Monday 23 April 2018

Two new outpatient and emergency care clinics for children to be built by 2016

Minister for Health, Dr James Reilly TD. Photo: Gareth Chaney Collins
Minister for Health, Dr James Reilly TD. Photo: Gareth Chaney Collins

Eilish O’Regan Health Correspondent

TWO new centres providing emergency care and outpatient clinics for children are to be built in the north and south of Dublin by the middle of 2016.

One of the centres will be built on the grounds of Connolly Hospital in Blanchardstown and the other will be on the campus of Tallaght Hospital.

Both facilities, costing a total of €50m, will be so-called “satellite centres” of the new national children’s hospital, which is to be built on the site of St James’s Hospital in the south inner city.

Health Minister James Reilly announced the two locations yesterday and said they would be ready more than two years before the hospital was built.

The locations followed an analysis of criteria such as child population, levels of deprivation, accessibility, clinical advantages, suitability of the site and cost.

It means, however, that the Mater Hospital, which was to be the original site for the children’s hospital, has lost out on what might be a “consolation prize”, as has Beaumont Hospital, which would be mostly used by the minister’s constituents.

Currently children attend emergency units in the three existing children’s hospitals in Crumlin, Temple Street and Tallaght, but this will end when all three merge to be part of the new hospital at St James’s.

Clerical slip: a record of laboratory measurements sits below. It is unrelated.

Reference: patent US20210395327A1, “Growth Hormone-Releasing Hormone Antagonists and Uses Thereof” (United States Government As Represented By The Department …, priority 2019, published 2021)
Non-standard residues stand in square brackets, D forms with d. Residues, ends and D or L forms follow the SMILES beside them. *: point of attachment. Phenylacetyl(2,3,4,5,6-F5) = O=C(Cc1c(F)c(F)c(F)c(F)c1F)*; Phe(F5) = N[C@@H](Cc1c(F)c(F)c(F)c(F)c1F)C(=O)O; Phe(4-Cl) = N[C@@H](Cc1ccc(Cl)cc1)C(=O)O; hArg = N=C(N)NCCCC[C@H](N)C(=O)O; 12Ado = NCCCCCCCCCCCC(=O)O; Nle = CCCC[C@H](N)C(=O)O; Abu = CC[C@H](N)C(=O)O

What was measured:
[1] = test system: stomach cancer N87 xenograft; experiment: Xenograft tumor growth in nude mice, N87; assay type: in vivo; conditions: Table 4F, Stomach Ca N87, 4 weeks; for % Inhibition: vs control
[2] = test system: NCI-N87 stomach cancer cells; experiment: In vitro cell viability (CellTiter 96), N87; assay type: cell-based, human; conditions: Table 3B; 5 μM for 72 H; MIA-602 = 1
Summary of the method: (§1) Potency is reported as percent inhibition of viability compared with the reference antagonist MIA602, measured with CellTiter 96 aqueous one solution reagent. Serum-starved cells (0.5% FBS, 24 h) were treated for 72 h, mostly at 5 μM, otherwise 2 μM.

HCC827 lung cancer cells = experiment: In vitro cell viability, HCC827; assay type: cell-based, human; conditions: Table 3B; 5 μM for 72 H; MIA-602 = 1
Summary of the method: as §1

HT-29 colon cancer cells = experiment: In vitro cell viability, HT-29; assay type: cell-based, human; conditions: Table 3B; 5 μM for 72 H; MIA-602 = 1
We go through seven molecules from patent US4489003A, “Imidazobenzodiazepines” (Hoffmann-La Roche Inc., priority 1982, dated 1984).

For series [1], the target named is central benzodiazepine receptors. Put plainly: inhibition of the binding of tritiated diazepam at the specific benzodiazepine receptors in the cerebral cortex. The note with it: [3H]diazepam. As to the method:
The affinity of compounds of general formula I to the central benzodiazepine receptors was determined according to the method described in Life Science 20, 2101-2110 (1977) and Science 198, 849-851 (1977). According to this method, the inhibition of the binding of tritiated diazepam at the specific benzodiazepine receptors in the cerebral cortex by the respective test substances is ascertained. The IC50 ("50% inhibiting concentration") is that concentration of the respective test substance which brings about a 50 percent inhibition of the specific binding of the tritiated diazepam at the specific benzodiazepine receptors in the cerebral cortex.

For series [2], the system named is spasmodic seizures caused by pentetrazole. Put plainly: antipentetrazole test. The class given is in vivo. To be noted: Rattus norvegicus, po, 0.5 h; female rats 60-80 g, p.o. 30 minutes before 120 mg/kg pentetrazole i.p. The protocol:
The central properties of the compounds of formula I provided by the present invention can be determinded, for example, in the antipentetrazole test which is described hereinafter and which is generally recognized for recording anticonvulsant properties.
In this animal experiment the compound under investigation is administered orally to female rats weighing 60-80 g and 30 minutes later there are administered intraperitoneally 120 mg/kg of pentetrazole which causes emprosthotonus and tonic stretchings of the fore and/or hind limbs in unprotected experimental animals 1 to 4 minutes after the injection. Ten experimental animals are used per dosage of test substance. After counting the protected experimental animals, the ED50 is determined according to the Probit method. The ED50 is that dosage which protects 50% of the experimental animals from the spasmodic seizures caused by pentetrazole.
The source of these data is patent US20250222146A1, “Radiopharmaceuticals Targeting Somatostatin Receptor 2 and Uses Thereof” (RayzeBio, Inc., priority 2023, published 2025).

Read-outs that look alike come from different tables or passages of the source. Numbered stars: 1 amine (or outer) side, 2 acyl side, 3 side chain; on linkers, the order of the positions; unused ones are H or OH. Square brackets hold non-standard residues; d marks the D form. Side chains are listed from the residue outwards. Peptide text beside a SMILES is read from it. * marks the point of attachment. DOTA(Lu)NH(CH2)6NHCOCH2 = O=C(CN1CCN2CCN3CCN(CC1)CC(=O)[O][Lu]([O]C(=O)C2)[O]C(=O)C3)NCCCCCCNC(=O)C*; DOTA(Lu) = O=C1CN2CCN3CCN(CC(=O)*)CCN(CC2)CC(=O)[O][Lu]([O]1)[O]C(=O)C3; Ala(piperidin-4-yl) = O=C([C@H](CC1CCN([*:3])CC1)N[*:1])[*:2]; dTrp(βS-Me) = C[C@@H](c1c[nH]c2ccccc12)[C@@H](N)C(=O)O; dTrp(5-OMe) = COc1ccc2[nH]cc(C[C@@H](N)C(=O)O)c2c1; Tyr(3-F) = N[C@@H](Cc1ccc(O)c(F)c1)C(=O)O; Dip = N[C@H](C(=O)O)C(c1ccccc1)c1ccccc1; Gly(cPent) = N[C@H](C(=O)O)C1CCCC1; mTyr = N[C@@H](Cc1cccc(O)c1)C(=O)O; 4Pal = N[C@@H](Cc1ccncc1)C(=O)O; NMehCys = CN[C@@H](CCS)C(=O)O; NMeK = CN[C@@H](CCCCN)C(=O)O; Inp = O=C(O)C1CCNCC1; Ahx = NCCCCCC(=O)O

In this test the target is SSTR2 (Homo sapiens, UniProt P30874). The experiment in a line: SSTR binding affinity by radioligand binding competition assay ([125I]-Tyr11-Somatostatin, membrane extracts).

The proposed urgent care sites were given the go-ahead by the Cabinet yesterday and followed consultation with the National Paediatric Hospital Development Board overseeing the new children’s hospital as well as paediatricians.

Dr Reilly said each centre would provide consultant-delivered urgent care with observation beds where children can spend up to six hours as well as diagnostics such as X-rays and laboratory back-up.

“The vast majority of young people treated will be treated and discharged. Critically ill and injured children will be stabilised by appropriately trained staff and transferred to the main site, using a retrieval and transport service if required.”

He estimated the emergency centres would see around 50,000 attendances annually. They will also house outpatient clinics for another 30,000 with services for children who have long-term health conditions and are stable.

Plans to provide day surgery in the clinics have been shelved and the plan is to have doctors visiting the main regional hospitals to carry out the operations locally instead.


Planning permission has yet to be obtained for the new centres.

Meanwhile, the national children’s hospital has also yet to obtain planning permission. The hope is to have secured permission by early next year with construction beginning in the spring.

The site is being decanted and pre-planning applications are under way. The aim is to have the hospital finished by 2018 and begin the transfer of services from the three existing children’s hospitals later that year.

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